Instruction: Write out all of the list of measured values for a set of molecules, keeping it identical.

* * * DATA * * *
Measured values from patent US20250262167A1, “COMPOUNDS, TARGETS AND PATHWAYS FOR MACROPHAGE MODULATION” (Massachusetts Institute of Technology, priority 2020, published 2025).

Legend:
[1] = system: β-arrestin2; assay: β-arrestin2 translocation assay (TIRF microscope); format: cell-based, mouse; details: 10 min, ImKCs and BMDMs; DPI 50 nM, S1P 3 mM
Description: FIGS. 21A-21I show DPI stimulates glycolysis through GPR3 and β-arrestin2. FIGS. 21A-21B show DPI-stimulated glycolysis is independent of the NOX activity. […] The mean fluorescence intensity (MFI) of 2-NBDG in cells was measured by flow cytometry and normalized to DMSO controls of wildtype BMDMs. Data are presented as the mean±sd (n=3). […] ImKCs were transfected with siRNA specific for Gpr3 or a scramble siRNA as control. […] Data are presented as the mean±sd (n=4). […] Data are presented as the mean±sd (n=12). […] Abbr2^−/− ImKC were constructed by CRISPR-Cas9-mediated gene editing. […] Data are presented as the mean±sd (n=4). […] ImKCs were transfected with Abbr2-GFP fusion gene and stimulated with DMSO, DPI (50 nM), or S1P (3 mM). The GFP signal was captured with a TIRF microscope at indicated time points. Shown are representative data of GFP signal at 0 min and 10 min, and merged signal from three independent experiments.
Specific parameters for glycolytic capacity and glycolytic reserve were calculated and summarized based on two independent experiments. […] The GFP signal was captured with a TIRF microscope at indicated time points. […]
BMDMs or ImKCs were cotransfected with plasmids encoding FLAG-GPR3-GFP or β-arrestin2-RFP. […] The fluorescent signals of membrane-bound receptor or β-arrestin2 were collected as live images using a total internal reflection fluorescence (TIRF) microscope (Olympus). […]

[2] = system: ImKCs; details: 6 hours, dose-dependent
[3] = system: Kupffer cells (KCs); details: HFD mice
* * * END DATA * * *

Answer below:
Measured values from patent US20250262167A1, “COMPOUNDS, TARGETS AND PATHWAYS FOR MACROPHAGE MODULATION” (Massachusetts Institute of Technology, priority 2020, published 2025).

Legend:
[1] = system: β-arrestin2; assay: β-arrestin2 translocation assay (TIRF microscope); format: cell-based, mouse; details: 10 min, ImKCs and BMDMs; DPI 50 nM, S1P 3 mM
Description: FIGS. 21A-21I show DPI stimulates glycolysis through GPR3 and β-arrestin2. FIGS. 21A-21B show DPI-stimulated glycolysis is independent of the NOX activity. […] The mean fluorescence intensity (MFI) of 2-NBDG in cells was measured by flow cytometry and normalized to DMSO controls of wildtype BMDMs. Data are presented as the mean±sd (n=3). […] ImKCs were transfected with siRNA specific for Gpr3 or a scramble siRNA as control. […] Data are presented as the mean±sd (n=4). […] Data are presented as the mean±sd (n=12). […] Abbr2^−/− ImKC were constructed by CRISPR-Cas9-mediated gene editing. […] Data are presented as the mean±sd (n=4). […] ImKCs were transfected with Abbr2-GFP fusion gene and stimulated with DMSO, DPI (50 nM), or S1P (3 mM). The GFP signal was captured with a TIRF microscope at indicated time points. Shown are representative data of GFP signal at 0 min and 10 min, and merged signal from three independent experiments.
Specific parameters for glycolytic capacity and glycolytic reserve were calculated and summarized based on two independent experiments. […] The GFP signal was captured with a TIRF microscope at indicated time points. […]
BMDMs or ImKCs were cotransfected with plasmids encoding FLAG-GPR3-GFP or β-arrestin2-RFP. […] The fluorescent signals of membrane-bound receptor or β-arrestin2 were collected as live images using a total internal reflection fluorescence (TIRF) microscope (Olympus). […]

[2] = system: ImKCs; details: 6 hours, dose-dependent
[3] = system: Kupffer cells (KCs); details: HFD mice